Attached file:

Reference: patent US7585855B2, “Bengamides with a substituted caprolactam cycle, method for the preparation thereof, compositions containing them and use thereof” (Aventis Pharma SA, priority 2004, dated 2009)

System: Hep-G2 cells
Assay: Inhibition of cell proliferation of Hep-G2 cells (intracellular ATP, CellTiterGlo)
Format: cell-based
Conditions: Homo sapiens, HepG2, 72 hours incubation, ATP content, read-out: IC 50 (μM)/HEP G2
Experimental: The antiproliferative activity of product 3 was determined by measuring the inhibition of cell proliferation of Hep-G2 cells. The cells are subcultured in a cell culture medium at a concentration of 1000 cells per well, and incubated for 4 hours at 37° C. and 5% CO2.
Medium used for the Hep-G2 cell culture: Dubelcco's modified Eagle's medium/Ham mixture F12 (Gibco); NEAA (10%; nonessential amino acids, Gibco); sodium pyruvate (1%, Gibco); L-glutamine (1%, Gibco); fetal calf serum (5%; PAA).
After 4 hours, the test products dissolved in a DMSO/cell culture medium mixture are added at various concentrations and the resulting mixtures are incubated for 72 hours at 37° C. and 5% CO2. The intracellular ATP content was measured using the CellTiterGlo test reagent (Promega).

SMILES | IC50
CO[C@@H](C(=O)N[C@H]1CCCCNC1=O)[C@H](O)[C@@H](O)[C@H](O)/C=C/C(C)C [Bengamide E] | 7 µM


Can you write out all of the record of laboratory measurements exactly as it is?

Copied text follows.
Reference: patent US7585855B2, “Bengamides with a substituted caprolactam cycle, method for the preparation thereof, compositions containing them and use thereof” (Aventis Pharma SA, priority 2004, dated 2009)

System: Hep-G2 cells
Assay: Inhibition of cell proliferation of Hep-G2 cells (intracellular ATP, CellTiterGlo)
Format: cell-based
Conditions: Homo sapiens, HepG2, 72 hours incubation, ATP content, read-out: IC 50 (μM)/HEP G2
Experimental: The antiproliferative activity of product 3 was determined by measuring the inhibition of cell proliferation of Hep-G2 cells. The cells are subcultured in a cell culture medium at a concentration of 1000 cells per well, and incubated for 4 hours at 37° C. and 5% CO2.
Medium used for the Hep-G2 cell culture: Dubelcco's modified Eagle's medium/Ham mixture F12 (Gibco); NEAA (10%; nonessential amino acids, Gibco); sodium pyruvate (1%, Gibco); L-glutamine (1%, Gibco); fetal calf serum (5%; PAA).
After 4 hours, the test products dissolved in a DMSO/cell culture medium mixture are added at various concentrations and the resulting mixtures are incubated for 72 hours at 37° C. and 5% CO2. The intracellular ATP content was measured using the CellTiterGlo test reagent (Promega).

SMILES | IC50
CO[C@@H](C(=O)N[C@H]1CCCCNC1=O)[C@H](O)[C@@H](O)[C@H](O)/C=C/C(C)C [Bengamide E] | 7 µM